Corrosive acids and alkalis can spark dangerous chemical reactions if they are stored in the same facility. It’s standard practice to always segregate acids and bases. This is due to the chemical hazards which can occur due to the incompatibility of these types of chemicals.  

Safe Work Australia’s Model Code of Practice: Managing risks of hazardous chemicals in the workplace, explains that: 

Acids should never be stored with alkaline chemicals due to the potential for harmful reactions. Some reactions of acids and alkaline chemicals can be highly exothermic and rapidly generate large amounts of gas, causing an explosion risk. 

In addition to this guidance, the dangerous goods segregation guide explains that Class 8 Dangerous Goods may be incompatible or react dangerously with each other. Therefore, the SDS of each Class 8 product must be studied before substances are placed within the same corrosive store. 

IMPORTANT: When storing Class 8 chemicals, you must segregate acids and bases, including alkali substances. If acids and any type of corrosive base mix, they may produce dangerous reactions which can cause damage to humans, property and the surrounding environment.  

Class 8 Storage  

Depending on the pH level of your corrosive substances and the guidelines for storage contained in the SDS, you may require a steel or poly corrosive cabinet. 

Highly corrosive substances (with very low or high pH levels) require a cabinet that can withstand the emission of corrosive vapours. Poly cabinets – otherwise known as polyethylene cabinets – are constructed from HDPE, which is the purest form of polyethylene. This material is resistant to corrosion, thereby providing a secure and durable storage solution for your highly corrosive chemicals. 

2 Pallet Corrosive Substance Stores-1-1

If your chemical products are not highly corrosive, they may be stored in a corrosive substance storage cabinet that’s constructed from metal.

The most suitable metal for safety cabinet construction is double-walled sheet steel. The corrosive cabinet should be equipped with PVC drip trays and a lined spill containment sump, to prevent chemical attack in the event of leaks and spills. 

Segregation Within Class 8 Cabinets

While we’ve mentioned the need for the segregation of acids and bases, there are some types of dangerous goods storage equipment that allow for segregation of Class 8 substances — within the same cabinet. 

However, make sure your equipment meets the requirements of the Australian Standards to ensure that it is providing adequate protection from the chemical hazards associated with the storage of corrosives.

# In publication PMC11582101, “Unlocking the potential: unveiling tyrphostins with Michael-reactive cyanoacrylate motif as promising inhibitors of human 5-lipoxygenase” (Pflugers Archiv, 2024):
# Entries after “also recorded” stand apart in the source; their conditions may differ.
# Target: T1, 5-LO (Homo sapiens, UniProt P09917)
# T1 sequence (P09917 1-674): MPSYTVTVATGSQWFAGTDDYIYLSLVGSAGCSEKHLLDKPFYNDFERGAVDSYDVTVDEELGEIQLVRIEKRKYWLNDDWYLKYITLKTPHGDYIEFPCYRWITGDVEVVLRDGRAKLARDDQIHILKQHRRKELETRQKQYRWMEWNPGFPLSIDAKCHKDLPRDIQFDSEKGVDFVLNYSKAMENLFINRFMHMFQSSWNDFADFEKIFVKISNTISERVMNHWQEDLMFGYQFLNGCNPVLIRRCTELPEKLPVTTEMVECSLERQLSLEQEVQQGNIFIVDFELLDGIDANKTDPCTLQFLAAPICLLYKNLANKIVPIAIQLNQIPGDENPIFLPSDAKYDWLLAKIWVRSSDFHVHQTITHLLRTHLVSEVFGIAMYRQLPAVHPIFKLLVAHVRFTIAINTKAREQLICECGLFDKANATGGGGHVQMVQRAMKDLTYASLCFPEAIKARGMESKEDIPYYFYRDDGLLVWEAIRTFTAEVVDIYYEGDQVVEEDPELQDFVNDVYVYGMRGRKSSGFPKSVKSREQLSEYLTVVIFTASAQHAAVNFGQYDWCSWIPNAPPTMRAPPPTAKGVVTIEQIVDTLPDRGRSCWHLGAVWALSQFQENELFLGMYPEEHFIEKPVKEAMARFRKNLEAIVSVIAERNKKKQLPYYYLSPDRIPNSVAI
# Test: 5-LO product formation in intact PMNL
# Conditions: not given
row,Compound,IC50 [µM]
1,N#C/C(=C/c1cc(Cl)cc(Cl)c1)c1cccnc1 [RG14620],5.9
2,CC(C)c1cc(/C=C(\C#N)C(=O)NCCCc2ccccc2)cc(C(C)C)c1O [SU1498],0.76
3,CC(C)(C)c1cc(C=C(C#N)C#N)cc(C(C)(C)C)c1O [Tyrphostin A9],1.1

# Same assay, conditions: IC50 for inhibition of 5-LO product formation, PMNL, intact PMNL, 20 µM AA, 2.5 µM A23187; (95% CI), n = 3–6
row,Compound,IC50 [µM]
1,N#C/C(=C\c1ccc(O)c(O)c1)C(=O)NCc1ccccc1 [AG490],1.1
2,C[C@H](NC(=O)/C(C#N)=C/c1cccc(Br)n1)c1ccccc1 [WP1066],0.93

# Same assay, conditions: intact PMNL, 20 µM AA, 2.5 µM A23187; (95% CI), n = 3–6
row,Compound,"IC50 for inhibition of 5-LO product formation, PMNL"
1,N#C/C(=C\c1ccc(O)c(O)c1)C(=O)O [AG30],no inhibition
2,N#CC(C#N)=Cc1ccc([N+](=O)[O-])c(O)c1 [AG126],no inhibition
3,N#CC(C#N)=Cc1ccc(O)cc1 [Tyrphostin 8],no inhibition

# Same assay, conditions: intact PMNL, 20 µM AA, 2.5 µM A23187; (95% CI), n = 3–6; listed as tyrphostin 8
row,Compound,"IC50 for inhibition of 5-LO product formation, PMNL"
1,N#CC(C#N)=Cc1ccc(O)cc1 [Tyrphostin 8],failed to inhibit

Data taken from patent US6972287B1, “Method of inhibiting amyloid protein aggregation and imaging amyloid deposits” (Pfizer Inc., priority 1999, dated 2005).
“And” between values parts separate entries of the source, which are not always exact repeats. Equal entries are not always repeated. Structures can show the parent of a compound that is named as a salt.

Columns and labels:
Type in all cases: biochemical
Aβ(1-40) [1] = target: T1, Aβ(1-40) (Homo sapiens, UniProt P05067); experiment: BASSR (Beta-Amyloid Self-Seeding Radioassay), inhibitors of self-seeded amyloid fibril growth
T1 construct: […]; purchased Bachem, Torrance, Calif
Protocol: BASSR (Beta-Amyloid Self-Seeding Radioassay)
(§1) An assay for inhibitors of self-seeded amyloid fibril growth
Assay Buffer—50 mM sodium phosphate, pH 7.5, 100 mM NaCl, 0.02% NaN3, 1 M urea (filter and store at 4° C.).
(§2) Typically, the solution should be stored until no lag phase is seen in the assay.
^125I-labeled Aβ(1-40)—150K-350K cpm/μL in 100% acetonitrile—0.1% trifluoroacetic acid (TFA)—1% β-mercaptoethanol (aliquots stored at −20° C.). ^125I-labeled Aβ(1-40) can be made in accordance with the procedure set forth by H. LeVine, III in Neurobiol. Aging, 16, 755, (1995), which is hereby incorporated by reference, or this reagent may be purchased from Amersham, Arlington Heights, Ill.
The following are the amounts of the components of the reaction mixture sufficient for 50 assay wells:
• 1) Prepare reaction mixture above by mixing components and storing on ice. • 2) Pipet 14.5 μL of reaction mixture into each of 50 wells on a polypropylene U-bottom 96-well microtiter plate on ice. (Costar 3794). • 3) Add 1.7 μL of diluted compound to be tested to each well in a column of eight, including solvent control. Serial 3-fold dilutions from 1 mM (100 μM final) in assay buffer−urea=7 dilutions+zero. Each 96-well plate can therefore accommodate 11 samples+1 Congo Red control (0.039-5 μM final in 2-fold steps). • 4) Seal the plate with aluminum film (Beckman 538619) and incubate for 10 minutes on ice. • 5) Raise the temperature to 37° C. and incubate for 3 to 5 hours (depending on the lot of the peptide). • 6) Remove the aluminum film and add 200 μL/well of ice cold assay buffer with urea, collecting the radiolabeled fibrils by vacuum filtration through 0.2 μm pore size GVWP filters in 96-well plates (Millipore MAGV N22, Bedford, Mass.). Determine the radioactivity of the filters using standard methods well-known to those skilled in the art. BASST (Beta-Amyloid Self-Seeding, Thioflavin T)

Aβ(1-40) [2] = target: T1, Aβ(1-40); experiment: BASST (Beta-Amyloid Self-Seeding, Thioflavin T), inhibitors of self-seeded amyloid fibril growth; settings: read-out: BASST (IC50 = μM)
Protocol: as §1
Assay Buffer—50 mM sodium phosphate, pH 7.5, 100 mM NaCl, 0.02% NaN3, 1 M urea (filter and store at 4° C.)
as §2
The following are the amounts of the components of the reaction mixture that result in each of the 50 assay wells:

Some larger chemical cabinets offer segregation (for acids and bases) within the same store. The segregation is made possible by the construction of separate storage facilities within the store (through the installation of a segregation barrier). Due to the hazards associated with leaks and spillage, the equipment must also be manufactured with separate spill containment sumps, to avoid the chemicals mixing during the storage process.  

Polyethylene Corrosive Substance Storage

Some larger polyethylene corrosive cabinets may be equipped with segregation features.

Keep in mind that this is not always a standard feature, so check with your supplier or manufacturer to determine the exact features of your Class 8 cabinet. 

IMPORTANT: Our polyethylene corrosive indoor cabinets (100L and larger) contain a segregation barrier and segregated sump. Please enquire with our Dangerous Goods Specialists to learn more about these features. 

Understanding How To Segregate Class 8 Chemicals 

However you choose to store your acids and bases, you must always ensure that your corrosive acids and alkalis are kept separated. This is to reduce the likelihood of the incompatible chemicals causing a dangerous reaction in your workplace. 

We also highly recommend conducting an onsite risk assessment of your workplace, to ensure that you’re meeting the required segregation requirements for all of your hazardous chemicals.  

To find out more about the safe and compliant storage of your dangerous goods and hazardous substances, why not access our free eBook? Our guide details the requirements for dangerous goods segregation and offers a range of controls that can assist with your compliance obligations. Access your copy of our guide today by clicking on the image below.  

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Melissa is STOREMASTA’s Marketing Manager and Dangerous Goods Storage Specialist. Focused on helping organisations reduce chemical risk and improve efficiencies, Melissa is dedicated to raising awareness about the safe storage and management of dangerous goods.